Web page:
To assess hepatitis C virus (HCV) incidence rates and identify determinants of infection among hemodialysis patients, a multicenter study was conducted in 58 units in Italy. An initial seroprevalence survey was conducted among 3,492 patients already on hemodialysis therapy as of January 1997 and among an additional 434 patients who began dialysis up to January 1998. HCV antibodies were assessed by third-generation enzyme immunoassays. Patients testing seronegative at baseline were enrolled into a 1-year incidence study with serological follow-up at 6 and 12 months. For patients who seroconverted, an HCV RNA assay was performed on stored baseline samples to confirm new infection. A nested case-control study was subsequently performed to investigate potential risk factors. For each incident case, three controls negative for both HCV antibodies and HCV RNA were randomly selected. At enrollment, HCV seroprevalence was 30.0%. During follow-up, 23 new HCV cases were documented, with a cumulative incidence of 9.5 cases/1,000 patient-years. By logistic regression analysis, an increased risk for HCV infection emerged for patients attending the dialysis units with a high prevalence of HCV-infected patients at baseline (odds ratio [OR], 4.6) and for those attending units with a low personnel-patient ratio (OR, 5.4). Among extradialysis factors, a history of surgical intervention in the previous 6 months (OR, 16.7) significantly increased HCV risk. These findings suggest that the combination of understaffing and a high level of infected patients in the dialysis setting increases the risk for HCV nosocomial transmission. This is likely related to an increased likelihood for breaks in infection control measures.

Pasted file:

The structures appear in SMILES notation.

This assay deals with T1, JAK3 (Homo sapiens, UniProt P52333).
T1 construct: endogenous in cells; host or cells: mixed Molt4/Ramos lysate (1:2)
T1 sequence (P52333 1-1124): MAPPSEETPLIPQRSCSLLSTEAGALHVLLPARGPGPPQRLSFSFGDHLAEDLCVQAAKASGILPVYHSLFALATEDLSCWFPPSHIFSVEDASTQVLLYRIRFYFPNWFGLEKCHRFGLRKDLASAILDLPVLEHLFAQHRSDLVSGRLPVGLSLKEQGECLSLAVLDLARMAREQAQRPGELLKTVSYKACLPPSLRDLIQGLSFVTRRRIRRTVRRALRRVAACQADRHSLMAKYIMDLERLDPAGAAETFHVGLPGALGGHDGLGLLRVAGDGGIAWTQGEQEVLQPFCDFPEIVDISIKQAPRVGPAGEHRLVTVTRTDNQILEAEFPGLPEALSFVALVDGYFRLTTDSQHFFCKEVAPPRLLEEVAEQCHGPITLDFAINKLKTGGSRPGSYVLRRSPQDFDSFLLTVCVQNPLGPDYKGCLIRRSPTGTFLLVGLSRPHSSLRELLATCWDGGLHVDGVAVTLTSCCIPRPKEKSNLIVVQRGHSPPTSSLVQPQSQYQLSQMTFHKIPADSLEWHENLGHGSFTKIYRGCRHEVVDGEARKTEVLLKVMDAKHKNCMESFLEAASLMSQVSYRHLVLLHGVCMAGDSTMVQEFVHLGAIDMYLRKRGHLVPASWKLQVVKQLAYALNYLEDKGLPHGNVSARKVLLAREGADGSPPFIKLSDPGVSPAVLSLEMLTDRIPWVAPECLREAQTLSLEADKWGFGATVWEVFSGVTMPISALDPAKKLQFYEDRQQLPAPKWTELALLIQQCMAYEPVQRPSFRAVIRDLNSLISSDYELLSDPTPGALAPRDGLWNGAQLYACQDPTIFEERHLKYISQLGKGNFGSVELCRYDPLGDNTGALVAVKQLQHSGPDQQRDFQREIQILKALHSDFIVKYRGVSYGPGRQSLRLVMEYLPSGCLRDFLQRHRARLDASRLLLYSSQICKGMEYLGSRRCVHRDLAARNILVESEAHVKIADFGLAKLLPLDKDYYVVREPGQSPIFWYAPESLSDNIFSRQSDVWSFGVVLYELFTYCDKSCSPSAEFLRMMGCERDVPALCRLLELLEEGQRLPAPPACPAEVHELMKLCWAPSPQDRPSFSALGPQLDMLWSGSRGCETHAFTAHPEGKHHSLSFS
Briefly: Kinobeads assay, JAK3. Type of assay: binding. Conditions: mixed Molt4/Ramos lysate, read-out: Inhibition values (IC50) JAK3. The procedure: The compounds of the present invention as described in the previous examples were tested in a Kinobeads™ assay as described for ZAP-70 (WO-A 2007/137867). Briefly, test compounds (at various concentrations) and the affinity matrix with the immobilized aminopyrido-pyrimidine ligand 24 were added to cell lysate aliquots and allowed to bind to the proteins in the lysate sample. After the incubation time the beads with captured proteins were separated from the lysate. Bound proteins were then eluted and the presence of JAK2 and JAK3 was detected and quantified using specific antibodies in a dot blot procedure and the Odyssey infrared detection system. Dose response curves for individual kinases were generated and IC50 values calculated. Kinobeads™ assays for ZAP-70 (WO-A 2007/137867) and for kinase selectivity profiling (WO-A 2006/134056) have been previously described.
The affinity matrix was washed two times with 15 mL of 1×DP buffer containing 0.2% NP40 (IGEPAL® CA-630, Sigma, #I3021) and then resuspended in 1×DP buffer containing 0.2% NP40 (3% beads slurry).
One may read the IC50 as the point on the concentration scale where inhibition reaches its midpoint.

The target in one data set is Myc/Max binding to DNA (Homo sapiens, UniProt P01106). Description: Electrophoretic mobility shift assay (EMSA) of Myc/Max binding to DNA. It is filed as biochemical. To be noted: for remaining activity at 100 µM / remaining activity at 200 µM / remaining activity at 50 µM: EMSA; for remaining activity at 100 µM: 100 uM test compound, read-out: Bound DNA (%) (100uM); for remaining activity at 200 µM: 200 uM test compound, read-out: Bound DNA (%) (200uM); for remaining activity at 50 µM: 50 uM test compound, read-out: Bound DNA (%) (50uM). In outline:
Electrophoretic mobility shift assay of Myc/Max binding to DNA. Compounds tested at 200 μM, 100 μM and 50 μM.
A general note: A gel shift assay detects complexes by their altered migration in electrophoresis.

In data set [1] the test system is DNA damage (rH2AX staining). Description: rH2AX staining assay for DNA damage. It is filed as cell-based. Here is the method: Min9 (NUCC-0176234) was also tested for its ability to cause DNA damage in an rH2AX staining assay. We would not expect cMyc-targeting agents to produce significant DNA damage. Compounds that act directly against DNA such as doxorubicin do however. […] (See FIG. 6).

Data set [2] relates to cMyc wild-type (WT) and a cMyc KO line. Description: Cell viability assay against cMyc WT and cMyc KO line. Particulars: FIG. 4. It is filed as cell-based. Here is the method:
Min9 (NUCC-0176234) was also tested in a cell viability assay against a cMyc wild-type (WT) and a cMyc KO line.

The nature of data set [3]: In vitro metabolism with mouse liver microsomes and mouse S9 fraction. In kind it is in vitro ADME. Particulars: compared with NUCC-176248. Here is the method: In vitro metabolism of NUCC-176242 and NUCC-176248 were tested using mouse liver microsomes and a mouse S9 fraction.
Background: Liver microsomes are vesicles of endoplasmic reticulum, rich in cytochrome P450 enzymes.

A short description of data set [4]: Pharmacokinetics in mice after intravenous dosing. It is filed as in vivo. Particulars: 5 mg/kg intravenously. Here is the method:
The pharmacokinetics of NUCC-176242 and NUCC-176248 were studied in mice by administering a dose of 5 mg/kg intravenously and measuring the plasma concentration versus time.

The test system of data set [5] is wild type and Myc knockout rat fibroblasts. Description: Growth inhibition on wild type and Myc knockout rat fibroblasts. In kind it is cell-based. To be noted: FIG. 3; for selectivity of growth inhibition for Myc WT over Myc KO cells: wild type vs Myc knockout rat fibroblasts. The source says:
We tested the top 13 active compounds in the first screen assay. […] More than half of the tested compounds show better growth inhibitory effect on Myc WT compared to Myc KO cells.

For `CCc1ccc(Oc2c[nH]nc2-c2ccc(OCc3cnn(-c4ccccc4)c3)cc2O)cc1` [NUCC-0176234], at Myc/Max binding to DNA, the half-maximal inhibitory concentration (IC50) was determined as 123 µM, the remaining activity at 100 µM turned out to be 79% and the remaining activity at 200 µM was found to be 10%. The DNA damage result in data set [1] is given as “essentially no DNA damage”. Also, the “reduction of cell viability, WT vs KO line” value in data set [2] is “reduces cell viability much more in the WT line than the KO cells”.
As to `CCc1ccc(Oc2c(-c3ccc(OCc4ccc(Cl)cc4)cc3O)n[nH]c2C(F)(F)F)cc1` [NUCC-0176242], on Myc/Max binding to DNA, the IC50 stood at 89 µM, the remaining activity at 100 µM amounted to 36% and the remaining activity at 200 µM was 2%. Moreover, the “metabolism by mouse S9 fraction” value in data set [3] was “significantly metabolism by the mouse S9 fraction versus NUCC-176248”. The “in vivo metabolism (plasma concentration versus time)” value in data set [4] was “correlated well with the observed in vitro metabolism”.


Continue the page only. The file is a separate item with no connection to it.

|Number of pages||7|
|Journal||American Journal of Kidney Diseases|
|Publication status||Published - 2001|
- Blood-borne pathogen
- Nosocomial infection
- Risk factors
ASJC Scopus subject areas